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Home renovation requires a great eye for design and some technical know how.

While Do-It-Yourself projects can be fun and rewarding, you shouldn't bite off more than you can chew. 

The thing is, Pinterest makes it look so easy, right? It's not always so simple. Some projects just need to be left to the trained professionals.

1. Assuming All Renovations Increase Property Value

You may have heard statistics like these: 'a bathroom remodel increases your home's property value by an average of $11,769' or 'a minor kitchen remodel can increase the property value by $16,716 on average.' 

Sounds great, right? Well, the thing is, these statistics only apply when the work is done properly, adheres to building codes, and actually looks good. 

Simply doing the project won't lock in an increased resale value for your home. In fact, it could decrease the resale value if the work is faulty.

2. Weak Waterproofing

Home renovation isn't just about the visual appeal. Even if you do a perfect job measuring, choosing colors, and installing, you may be forgetting a key step: waterproofing. 

Waterproofing materials like bathroom flooring, a kitchen backsplash, or concrete foundation is key. Water can be incredibly destructive, causing mold, bubbling paint, weakened materials, or worse.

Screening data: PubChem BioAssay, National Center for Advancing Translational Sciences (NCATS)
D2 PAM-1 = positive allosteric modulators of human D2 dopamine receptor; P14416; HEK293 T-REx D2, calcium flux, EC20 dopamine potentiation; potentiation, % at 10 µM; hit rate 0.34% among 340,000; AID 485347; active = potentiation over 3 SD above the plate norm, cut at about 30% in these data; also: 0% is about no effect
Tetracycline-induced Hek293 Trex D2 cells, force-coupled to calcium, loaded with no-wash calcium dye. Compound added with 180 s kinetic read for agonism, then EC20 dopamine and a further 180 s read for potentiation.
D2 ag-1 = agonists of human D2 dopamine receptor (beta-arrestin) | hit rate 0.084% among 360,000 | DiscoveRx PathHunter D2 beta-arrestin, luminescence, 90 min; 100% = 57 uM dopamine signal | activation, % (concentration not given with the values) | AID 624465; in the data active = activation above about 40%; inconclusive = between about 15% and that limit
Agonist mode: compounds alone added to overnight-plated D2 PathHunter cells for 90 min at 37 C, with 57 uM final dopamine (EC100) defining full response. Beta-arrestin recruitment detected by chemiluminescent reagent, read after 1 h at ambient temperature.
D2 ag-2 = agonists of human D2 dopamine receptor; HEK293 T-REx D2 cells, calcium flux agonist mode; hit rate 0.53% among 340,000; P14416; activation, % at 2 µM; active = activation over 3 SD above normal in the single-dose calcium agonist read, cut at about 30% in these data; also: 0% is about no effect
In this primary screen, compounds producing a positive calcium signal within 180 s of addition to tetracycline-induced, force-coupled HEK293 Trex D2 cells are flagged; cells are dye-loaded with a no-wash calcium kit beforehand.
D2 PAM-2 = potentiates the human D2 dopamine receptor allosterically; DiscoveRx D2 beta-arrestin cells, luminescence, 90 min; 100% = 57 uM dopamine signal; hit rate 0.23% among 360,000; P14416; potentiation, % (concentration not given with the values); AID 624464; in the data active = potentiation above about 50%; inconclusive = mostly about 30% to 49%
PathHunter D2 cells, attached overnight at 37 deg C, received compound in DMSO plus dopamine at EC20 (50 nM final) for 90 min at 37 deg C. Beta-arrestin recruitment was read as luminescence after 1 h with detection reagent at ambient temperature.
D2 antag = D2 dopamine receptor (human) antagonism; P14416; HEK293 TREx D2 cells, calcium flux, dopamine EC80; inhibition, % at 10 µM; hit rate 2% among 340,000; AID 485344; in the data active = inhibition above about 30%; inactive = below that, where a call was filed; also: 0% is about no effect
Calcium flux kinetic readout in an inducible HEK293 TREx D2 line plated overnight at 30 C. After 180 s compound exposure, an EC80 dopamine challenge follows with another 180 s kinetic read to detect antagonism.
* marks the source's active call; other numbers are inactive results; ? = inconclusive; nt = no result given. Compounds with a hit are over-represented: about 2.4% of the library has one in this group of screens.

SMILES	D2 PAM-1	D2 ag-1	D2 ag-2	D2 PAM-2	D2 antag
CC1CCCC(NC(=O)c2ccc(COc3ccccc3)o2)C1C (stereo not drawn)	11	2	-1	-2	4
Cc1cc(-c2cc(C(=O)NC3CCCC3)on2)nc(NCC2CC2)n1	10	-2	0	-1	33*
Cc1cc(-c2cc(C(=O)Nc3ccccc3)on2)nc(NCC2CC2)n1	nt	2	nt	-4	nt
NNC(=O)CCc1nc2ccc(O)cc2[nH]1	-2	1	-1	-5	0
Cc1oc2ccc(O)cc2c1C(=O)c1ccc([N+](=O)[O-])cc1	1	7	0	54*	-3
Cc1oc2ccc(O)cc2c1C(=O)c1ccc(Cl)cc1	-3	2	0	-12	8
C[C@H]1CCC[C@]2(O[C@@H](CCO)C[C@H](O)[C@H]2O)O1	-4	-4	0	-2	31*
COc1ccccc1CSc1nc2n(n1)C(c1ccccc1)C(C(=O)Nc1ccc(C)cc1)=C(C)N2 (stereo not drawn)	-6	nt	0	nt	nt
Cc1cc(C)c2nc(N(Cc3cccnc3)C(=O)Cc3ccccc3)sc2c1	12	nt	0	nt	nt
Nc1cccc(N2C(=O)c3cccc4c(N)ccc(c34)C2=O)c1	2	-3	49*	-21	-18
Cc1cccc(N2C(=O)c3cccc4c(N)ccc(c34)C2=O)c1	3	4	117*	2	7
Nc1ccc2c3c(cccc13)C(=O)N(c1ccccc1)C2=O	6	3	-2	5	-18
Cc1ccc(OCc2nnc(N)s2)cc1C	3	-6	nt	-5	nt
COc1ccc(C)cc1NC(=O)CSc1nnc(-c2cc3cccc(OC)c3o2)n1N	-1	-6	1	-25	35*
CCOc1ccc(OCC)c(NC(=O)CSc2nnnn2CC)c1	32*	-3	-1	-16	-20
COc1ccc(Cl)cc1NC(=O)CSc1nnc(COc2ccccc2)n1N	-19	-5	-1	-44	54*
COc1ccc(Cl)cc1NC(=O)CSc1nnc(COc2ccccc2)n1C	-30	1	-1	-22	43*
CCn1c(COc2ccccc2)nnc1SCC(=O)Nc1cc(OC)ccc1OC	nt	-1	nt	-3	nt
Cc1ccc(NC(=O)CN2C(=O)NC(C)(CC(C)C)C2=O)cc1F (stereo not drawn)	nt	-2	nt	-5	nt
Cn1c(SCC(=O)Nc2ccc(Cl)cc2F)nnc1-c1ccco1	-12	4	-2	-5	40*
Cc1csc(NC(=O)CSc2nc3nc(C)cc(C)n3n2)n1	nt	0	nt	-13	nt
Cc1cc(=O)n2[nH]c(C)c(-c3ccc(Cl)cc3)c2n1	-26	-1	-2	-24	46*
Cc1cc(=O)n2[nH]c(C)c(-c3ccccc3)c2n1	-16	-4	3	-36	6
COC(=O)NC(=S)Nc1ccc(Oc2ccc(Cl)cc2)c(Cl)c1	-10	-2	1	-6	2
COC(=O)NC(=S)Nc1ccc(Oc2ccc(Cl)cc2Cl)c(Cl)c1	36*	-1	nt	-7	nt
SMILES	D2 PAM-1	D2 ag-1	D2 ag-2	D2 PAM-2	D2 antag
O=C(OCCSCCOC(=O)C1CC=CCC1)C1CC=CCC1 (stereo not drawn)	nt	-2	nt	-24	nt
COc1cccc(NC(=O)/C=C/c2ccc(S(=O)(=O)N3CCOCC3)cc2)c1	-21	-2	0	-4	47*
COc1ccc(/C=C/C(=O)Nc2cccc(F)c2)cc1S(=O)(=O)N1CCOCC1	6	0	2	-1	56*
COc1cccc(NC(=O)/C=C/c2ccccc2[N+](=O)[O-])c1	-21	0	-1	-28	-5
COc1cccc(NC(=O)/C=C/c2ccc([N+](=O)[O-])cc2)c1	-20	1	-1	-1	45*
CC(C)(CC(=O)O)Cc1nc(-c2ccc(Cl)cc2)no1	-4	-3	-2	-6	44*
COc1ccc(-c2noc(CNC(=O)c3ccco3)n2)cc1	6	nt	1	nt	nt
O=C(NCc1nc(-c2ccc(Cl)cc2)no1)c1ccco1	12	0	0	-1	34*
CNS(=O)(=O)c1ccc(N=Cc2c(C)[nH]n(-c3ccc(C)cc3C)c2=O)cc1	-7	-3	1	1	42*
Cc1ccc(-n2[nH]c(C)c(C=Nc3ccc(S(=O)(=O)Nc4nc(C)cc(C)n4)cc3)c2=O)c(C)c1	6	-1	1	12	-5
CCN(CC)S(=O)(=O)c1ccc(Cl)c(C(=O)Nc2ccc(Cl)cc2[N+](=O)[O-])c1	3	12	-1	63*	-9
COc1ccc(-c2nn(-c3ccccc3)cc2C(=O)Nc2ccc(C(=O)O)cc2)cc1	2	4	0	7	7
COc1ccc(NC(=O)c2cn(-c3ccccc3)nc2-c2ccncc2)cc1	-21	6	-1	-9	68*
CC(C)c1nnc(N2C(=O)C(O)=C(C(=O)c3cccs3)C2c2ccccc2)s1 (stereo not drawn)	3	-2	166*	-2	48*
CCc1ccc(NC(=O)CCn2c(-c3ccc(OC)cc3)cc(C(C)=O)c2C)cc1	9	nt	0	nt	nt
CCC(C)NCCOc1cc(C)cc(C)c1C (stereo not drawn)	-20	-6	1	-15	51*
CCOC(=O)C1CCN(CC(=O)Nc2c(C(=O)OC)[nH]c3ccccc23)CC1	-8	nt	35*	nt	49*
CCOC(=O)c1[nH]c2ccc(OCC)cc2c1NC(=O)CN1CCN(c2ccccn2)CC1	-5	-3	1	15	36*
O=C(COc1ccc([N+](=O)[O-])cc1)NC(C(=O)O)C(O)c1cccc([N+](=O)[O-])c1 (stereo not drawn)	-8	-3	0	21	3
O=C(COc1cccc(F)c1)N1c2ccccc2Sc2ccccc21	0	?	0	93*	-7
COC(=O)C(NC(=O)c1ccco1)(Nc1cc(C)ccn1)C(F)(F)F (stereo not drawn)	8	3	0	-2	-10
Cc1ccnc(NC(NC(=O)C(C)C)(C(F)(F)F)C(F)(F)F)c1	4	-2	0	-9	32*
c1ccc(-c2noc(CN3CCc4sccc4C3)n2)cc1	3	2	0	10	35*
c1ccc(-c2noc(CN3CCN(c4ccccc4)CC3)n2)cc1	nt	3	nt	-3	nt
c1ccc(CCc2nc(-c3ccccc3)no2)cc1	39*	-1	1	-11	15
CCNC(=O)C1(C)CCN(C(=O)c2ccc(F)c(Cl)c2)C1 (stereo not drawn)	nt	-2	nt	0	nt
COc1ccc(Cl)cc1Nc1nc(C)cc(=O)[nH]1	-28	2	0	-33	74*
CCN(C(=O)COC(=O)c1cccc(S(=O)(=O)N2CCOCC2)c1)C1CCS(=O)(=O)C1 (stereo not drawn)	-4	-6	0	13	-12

Always take proper measures to waterproof anywhere water could be found, spilled, splashed, or leaked. 

While we're here, plumbing work really isn't designed for DIY. Other than changing fixtures, such as a showerhead, you should always opt for a professional plumber. The catastrophic potential of sewage all over you and your home simply isn't worth it. 

3. Using the Wrong Equipment

Only take on DIY projects that you have the proper tools for. If you take on an elaborate project that requires a particular saw, for example, you'll likely end up wasting a ton of material and going way over budget. 

You can rent tools for many DIY projects, just make sure you know how to use them properly and safely to avoid a costly (or worse) accident.